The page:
• A quiet summer walk through the Marching Bear Group of effigy mounds

    Effigy Mounds

    National Monument Iowa

Plan A Field Trip

Historic Tools Demonstration

Historic Tools Demonstration

NPS Photo

A visit to Effigy Mounds National Monument can have many benefits. Activities can be curriculum based and designed to meet your specific needs. Programs based on the American Indian mounds feature two -mile round trip hikes highlighted by visits to bear-shaped effigy mounds. There are plenty of opportunities for your students to experience an exhilarating hike up a relatively steep trail and handle historic objects, tools and furs - combining exercise of the mind with exercise of the body! Other trail walks are available that feature trails sloped appropriately for wheel chair and other mobility impaired visitors.


Entrance to the Monument is free for all groups. Program reservations are limited by the availability of ranger staff.

* Seasonal Ranger Staff are available on a regular basis each year from May through mid-October. Reserved tours in late April and late October are limited to intermittent ranger availability.

The Monument offers a wide variety of cultural and natural resources within a magnificent setting along the high bluffs of the upper Mississippi River. Groups are encouraged to make a self-guided field trip if a ranger conducted program is not available. At minimum, rangers can offer any group an orientation talk at the visitor center, a talk in the museum collection of ancient Indian artifacts, and a talk at a group of three conical (round) shaped burial mounds located within 100 yards of the center.

For more information on reserving a ranger conducted program - contact the Monument at 563.873.3491 Ext. 251.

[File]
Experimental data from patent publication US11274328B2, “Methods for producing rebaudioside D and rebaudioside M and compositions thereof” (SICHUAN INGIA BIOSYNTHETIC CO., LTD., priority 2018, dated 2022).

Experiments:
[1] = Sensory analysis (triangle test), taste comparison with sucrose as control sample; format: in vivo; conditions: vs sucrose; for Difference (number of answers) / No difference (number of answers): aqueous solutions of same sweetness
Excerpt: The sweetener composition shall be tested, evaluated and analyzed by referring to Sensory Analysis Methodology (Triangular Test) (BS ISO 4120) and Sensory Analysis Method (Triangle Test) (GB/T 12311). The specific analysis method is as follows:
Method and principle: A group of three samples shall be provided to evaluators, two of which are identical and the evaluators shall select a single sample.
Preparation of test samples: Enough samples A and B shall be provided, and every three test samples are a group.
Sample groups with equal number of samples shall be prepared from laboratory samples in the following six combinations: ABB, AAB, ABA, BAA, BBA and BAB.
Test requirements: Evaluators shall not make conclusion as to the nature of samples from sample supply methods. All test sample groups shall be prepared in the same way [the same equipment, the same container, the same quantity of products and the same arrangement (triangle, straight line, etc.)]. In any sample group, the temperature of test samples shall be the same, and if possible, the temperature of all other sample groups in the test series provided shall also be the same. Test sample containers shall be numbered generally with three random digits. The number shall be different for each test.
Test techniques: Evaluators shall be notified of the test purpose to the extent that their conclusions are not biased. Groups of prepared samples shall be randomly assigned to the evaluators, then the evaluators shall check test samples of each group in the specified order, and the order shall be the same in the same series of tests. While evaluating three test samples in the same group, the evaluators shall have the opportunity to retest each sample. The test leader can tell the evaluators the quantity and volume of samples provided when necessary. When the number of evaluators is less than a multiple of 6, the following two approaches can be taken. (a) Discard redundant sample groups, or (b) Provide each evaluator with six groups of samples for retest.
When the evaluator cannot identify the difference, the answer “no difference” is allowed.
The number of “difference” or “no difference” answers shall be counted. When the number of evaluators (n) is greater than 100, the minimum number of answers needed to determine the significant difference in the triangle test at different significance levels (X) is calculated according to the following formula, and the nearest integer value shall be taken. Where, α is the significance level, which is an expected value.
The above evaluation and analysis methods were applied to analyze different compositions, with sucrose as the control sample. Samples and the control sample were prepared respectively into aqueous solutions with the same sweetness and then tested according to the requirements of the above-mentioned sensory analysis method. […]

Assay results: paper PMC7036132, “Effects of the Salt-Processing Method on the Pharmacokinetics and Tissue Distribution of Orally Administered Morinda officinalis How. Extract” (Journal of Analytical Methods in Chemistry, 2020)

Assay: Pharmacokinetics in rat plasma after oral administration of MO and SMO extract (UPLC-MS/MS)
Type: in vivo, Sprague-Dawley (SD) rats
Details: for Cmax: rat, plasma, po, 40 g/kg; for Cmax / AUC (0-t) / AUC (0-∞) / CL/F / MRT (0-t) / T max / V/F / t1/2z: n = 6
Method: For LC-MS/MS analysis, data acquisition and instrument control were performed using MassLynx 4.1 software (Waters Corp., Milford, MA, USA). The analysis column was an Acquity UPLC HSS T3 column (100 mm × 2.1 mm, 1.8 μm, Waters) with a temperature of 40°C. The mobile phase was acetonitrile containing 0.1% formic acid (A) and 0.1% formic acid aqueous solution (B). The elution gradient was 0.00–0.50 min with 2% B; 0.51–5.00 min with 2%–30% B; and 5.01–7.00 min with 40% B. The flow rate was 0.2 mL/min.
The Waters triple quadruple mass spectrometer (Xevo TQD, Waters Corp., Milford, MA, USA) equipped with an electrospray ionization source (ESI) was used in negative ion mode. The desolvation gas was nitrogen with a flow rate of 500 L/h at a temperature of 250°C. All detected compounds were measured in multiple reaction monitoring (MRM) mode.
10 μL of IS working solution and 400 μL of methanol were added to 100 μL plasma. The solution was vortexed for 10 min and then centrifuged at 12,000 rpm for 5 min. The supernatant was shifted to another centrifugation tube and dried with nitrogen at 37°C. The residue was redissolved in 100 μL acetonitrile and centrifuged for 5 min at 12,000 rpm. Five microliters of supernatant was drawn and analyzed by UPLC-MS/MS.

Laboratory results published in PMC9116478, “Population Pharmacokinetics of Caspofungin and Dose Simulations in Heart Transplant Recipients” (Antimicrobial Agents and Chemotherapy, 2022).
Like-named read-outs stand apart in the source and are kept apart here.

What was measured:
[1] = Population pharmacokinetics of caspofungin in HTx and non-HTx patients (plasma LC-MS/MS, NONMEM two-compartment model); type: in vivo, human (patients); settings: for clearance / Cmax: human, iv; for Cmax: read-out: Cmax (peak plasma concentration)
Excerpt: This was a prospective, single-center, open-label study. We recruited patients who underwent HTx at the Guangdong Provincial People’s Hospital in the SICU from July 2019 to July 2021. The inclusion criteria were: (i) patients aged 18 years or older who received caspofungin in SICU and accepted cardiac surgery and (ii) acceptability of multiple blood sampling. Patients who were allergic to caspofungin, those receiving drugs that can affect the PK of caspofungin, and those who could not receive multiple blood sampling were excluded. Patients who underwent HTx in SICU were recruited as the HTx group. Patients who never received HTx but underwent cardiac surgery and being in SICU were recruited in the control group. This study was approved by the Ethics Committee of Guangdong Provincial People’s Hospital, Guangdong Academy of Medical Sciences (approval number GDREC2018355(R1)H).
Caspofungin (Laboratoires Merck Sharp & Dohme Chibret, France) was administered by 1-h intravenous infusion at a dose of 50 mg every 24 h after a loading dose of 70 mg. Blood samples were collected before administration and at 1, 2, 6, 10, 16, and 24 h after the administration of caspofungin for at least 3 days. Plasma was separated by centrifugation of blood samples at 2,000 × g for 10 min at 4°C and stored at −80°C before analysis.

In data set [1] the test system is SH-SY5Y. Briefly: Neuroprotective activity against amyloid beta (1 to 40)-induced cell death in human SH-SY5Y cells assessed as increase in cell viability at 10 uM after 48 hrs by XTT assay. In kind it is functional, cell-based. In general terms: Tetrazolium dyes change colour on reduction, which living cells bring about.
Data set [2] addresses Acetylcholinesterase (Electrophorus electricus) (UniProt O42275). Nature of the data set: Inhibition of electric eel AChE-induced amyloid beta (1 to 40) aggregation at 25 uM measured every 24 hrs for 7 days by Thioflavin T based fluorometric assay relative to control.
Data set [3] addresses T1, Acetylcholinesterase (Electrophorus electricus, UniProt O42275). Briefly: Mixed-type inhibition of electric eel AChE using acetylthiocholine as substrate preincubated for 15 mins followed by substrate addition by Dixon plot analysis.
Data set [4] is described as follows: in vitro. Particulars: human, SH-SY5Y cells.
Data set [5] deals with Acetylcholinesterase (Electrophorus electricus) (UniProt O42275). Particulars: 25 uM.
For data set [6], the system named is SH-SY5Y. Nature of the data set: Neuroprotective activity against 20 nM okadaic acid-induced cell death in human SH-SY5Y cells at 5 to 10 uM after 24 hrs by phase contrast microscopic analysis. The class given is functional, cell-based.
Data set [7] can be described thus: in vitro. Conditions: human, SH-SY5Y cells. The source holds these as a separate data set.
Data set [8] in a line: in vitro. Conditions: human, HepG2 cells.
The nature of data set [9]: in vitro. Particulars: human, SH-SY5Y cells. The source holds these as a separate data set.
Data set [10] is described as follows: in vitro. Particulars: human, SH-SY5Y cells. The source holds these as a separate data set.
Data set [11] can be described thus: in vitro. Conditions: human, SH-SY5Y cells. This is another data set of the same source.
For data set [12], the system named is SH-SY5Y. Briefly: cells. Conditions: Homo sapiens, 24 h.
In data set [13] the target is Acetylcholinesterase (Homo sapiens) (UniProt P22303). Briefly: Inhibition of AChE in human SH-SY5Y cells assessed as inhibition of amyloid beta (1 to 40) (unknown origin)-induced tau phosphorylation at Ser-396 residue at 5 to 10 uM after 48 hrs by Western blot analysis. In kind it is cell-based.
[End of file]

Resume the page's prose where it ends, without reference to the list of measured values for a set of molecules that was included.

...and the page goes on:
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E-MAIL REQUESTS FOR MAILING (GENERAL) PRINTED INFORMATION:

Explore the website for a variety of materials and information - including photos, the park map and information contained in our full color park brochure. The teacher's section contains a large volume of information, and is not restricted to "teachers".

This information can be copied, printed and / or downloaded.

The materials we mail out upon request are: the one page (double sided) full color park brochure, calendar of events, a few of the posted "site bulletin" publications and the teacher's curriculum guide publication (although that too is available via download).

Specific topical / research requests are welcome and handled on a case by case basis.

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Indian Mounds at Fire Point

Indian Mounds at Fire Point (One-Mile from the

NPS Photo

Earthshapers Film

The Monument's 15-minute film about how and why earthen American Indian mounds, especially effigy mounds were built. The film is suitable for our indicated range of students - third grade and up.

Trail Hikes

A two-mile hike along the Fire Point Trail leads to over 20 mounds, including conical, linear, compound (linear and conical combined as one mound) and effigy. This activity interprets the lives of woodland moundbuilding peoples, their use of and impact on the environment and how this relates to us today.

A one-mile walk along an accessible boardwalk trail leading into a wetland is also available. A visit to three conical burial mounds (no effigies) is included in this activity.

Museum Tour

The museum includes a display of American Indian artifacts up to 2,000 years old.

Stones, Bones and Sticks

Hands on activity featuring a variety of ancient tools used by the moundbuilding cultures made from stones, bones and sticks! We include those made from other materials as well such as pottery.

Cultural Demonstrations

Students learn about weapons developed and used by the moundbuilders that enabled them to successfully hunt
large animals such as deer, bison and elk. Programs include rangers demonstrating the traditional use of weapons such as the "atlatl", or spearthrower.*

* Students and other visitors observe only; we cannot allow persons to handle and operate the complete weapon (launching a spear with the atlatl) due to safety concerns and NPS historic weapons policy.

Did You Know?

Fire Point Mound Group

Stephen H. Long, of the U.S. Army's Topographical Engineers, explored and described the Effigy Mounds National Monument region in expeditions undertaken in 1817 and 1823. Long was one of the first to document the presence of mounds in the Upper Mississippi River Valley.